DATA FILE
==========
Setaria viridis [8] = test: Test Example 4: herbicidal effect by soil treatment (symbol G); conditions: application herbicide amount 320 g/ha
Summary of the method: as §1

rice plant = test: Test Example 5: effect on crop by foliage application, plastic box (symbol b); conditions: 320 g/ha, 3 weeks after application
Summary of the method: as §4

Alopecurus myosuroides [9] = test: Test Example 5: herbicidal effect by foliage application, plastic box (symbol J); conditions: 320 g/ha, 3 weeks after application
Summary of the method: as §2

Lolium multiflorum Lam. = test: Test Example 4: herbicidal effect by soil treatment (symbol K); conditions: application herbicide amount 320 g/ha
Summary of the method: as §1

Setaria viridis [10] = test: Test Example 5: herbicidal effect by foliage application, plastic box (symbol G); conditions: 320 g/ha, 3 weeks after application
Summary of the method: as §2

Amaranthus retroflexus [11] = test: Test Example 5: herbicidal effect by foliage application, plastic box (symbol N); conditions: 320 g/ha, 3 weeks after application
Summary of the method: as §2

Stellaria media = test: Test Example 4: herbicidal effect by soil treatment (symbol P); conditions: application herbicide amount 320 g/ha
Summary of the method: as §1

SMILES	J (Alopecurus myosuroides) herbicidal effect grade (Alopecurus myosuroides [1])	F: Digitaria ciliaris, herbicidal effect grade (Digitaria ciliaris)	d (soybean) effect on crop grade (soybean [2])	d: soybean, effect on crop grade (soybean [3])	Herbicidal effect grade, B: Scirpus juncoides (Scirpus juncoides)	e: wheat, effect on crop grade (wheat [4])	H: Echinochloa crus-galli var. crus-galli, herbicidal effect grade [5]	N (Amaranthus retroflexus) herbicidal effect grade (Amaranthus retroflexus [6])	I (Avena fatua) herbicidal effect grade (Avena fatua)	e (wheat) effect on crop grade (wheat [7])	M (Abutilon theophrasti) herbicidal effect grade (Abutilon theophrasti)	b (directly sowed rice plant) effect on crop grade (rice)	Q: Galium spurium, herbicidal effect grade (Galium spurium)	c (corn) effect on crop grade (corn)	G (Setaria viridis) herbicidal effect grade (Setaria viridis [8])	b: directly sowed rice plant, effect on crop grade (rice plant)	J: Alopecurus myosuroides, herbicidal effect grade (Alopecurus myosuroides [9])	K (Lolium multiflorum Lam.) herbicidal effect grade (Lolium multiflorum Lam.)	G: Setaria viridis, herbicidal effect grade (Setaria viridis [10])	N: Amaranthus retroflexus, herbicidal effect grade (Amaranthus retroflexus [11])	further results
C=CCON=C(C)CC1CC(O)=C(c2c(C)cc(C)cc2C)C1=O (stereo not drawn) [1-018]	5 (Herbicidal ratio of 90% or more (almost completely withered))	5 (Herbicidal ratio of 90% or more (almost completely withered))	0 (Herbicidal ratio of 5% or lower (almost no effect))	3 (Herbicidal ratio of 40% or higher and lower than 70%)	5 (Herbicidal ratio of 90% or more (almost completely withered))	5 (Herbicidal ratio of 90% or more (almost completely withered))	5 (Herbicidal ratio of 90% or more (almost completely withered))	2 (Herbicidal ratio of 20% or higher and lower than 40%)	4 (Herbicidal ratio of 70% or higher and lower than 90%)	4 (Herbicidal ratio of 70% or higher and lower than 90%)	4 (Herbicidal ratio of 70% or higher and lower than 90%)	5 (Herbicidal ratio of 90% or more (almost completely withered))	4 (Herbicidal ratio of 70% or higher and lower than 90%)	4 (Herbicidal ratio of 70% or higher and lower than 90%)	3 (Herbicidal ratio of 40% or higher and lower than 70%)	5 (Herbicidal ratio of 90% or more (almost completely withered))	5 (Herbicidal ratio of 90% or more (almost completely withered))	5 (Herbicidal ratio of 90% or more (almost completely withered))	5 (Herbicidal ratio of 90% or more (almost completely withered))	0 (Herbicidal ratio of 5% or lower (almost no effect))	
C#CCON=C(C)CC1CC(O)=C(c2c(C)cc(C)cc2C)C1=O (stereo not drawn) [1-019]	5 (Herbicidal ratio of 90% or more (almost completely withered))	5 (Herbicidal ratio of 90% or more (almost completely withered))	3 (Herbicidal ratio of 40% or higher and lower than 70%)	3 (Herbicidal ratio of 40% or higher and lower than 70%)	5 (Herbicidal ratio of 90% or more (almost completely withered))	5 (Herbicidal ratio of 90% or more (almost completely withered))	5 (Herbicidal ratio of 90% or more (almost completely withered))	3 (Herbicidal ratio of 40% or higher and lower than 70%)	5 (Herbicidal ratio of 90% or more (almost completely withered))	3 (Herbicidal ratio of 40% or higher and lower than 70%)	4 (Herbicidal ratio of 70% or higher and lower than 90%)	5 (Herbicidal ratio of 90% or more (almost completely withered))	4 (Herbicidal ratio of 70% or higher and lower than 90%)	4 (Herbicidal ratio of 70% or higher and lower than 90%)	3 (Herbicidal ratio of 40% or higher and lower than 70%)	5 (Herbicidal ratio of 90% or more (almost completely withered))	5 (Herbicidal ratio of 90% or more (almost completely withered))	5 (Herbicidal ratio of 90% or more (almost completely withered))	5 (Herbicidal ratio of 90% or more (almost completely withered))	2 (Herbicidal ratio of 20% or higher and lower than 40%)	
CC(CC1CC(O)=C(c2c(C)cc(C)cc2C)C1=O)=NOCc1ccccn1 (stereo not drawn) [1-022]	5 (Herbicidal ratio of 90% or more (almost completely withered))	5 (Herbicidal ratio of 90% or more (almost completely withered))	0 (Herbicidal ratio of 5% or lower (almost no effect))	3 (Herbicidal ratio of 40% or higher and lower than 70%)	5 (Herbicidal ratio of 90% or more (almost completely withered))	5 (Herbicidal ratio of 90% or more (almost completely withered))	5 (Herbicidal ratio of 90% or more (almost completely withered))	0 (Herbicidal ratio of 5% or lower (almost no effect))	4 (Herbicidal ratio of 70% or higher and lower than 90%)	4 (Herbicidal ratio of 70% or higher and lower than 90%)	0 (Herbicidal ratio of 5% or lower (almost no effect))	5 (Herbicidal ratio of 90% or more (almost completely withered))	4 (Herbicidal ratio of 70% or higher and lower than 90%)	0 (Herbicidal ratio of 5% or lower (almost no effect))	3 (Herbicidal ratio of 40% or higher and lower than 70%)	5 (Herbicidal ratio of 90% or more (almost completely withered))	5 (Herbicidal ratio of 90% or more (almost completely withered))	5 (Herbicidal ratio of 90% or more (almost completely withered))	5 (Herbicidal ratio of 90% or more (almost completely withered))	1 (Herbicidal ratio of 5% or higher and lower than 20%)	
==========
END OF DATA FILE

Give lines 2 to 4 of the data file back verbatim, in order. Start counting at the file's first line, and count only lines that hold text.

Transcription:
Summary of the method: as §1

rice plant = test: Test Example 5: effect on crop by foliage application, plastic box (symbol b); conditions: 320 g/ha, 3 weeks after application
Summary of the method: as §4